Today, we got to see two fantastic posts from RedWire detailing his scoring chance data from the first half of the season.
If you haven't already, please check out these two articles. The first one details the scoring chances for forwards, the power play, and the penalty kill. The second post details the defensemen scoring chance report. It's some great stuff that of course took a lot of great work by RedWire.
RedWire was gracious enough to allow me to use his data for this post. I wanted to show the relationship between Corsi and Scoring chances. One of the biggest complaints about Corsi is that it doesn't account for shot quality. However, there has been a lot of work to show that while there are definitely differences in shot quality in the short run (i.e. a breakaway is more likely to go in than a point shot), over the course of a season a team's scoring chance stats correlate very well with their possession stats.
Eric showed this in an article two summers ago, where he found a correlation between .8-.85 (depending on the cutoff level for games played) between a player's Fenwick % and his Scoring Chance %. This is pretty remarkable, as you can see just how strongly Fenwick correlates to Fenwick.
Further work by Eric in that article showed that a player's ability to out-chance his Fenwick % (i.e. having a higher or lower scoring chance % than his Fenwick %) was basically irreproducable from one season to the next.
And while work like Eric's and others has pretty conclusively shown the link between possession metrics and scoring chances, I thought it would be interesting to do the same thing for the half season of data RedWire provided me with
For players who have had at least 200 even strength minutes this season, the correlation between a half season of Corsi % and a half season of scoring chance % is about .716. So a very strong correlation, especially when considering we are looking at only 19 players and a half season worth of data.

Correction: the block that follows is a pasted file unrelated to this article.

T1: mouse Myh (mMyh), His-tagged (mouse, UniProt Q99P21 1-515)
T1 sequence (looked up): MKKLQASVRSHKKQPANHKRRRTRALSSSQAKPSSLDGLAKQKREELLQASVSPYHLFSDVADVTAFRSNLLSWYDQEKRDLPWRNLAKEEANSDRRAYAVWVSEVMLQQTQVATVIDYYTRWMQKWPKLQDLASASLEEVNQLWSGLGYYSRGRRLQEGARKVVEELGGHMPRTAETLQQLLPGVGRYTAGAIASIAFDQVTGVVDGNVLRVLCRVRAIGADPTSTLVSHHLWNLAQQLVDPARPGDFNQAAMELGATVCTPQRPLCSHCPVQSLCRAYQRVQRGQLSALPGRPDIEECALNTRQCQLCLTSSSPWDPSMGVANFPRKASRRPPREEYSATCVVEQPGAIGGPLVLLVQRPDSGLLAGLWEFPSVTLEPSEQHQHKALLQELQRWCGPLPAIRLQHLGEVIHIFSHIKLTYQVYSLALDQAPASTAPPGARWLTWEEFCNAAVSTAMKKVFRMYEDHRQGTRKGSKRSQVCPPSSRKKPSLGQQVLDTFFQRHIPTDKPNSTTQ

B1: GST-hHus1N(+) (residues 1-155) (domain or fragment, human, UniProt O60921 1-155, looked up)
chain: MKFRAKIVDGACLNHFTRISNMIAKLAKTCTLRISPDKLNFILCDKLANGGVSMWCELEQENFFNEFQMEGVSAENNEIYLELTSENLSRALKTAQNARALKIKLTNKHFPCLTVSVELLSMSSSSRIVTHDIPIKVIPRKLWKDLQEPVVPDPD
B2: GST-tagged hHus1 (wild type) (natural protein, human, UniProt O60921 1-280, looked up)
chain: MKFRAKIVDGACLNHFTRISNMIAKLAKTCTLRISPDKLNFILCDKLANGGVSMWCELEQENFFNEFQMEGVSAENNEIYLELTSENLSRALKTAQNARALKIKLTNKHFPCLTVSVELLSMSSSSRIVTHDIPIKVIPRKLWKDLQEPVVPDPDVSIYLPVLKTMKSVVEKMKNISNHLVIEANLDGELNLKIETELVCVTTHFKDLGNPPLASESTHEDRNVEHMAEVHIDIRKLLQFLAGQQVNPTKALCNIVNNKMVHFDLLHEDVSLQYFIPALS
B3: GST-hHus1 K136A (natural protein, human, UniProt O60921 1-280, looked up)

This r-value is slightly less than Eric found in his article, but he was using full seasons of data and more players, so the increased sample size of his data made it correlate better with the scoring chance data.
Just for kicks, I also looked at the data for Fenwick %. I expected lower correlations, since at a half season of data, the increased sample size of corsi would be beneficial. The below graph confirmed my guess.
.The correlation between Fenwick and scoring chances was .671. The inclusion of blocked shots improves the correlation between scoring chances and Corsi % vs scoring chances and Fenwick %.
One interesting thing to note: In both graphs, there are two notable data points that are well below the best-fit line and the rest of the dots. Those would be none other than Adam Hall and Zach Rinaldo. Both players' Corsi/Fenwick % are higher than their scoring chance %. While it may be that these two have some weird inability to get good scoring opportunities, it is more likely that their low ice time (both under 300 even strength minutes) is causing the scoring chance data and possession metrics to differ slightly.
I think the above data shows that even at the half season mark, possession metrics have a strong relationship to scoring chance data. The increased sample size of Corsi vs. Fenwick improves it's correlation to the scoring chance data.